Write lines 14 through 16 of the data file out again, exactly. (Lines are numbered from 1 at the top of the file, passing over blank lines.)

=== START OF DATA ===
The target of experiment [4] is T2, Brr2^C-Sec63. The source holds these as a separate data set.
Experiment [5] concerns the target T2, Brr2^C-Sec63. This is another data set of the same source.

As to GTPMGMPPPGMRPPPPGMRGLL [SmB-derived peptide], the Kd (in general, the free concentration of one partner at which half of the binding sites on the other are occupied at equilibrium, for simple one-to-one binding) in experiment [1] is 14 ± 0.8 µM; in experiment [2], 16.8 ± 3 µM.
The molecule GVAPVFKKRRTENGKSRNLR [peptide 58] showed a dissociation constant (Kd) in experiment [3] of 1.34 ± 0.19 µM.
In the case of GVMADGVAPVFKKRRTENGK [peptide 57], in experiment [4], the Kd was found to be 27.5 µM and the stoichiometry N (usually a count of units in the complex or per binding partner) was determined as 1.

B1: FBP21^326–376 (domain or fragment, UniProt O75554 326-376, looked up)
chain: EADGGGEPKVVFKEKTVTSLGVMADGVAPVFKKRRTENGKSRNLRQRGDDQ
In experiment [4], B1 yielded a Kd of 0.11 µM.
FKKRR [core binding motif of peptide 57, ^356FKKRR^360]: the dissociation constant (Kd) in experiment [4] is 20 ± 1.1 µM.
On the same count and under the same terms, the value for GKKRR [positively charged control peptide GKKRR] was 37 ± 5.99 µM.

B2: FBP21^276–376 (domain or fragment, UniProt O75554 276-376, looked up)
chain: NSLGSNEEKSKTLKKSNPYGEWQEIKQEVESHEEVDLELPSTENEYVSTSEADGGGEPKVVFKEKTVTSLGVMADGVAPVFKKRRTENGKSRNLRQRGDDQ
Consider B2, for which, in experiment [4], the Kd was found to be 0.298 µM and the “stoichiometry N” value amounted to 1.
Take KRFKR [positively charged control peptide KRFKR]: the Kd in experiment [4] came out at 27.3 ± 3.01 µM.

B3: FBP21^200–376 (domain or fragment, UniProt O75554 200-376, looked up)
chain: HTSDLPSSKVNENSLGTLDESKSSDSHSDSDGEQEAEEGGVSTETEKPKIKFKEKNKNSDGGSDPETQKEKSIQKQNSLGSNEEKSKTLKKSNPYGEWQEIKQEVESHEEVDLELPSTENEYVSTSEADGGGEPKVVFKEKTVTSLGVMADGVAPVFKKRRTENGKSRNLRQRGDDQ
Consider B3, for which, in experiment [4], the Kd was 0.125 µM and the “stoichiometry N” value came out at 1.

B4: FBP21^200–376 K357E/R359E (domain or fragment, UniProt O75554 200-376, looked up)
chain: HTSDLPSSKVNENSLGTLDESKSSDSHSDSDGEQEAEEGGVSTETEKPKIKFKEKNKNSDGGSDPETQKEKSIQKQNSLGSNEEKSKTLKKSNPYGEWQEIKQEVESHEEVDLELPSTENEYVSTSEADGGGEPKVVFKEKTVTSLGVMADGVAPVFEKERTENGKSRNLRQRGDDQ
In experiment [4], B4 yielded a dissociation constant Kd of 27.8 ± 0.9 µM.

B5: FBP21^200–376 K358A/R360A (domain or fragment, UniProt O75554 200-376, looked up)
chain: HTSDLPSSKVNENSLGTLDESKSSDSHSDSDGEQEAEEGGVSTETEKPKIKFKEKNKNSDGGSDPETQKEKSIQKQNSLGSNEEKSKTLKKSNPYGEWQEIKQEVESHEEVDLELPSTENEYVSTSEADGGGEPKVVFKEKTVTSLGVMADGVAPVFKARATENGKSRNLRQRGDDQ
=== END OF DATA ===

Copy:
Take KRFKR [positively charged control peptide KRFKR]: the Kd in experiment [4] came out at 27.3 ± 3.01 µM.

B3: FBP21^200–376 (domain or fragment, UniProt O75554 200-376, looked up)
chain: HTSDLPSSKVNENSLGTLDESKSSDSHSDSDGEQEAEEGGVSTETEKPKIKFKEKNKNSDGGSDPETQKEKSIQKQNSLGSNEEKSKTLKKSNPYGEWQEIKQEVESHEEVDLELPSTENEYVSTSEADGGGEPKVVFKEKTVTSLGVMADGVAPVFKKRRTENGKSRNLRQRGDDQ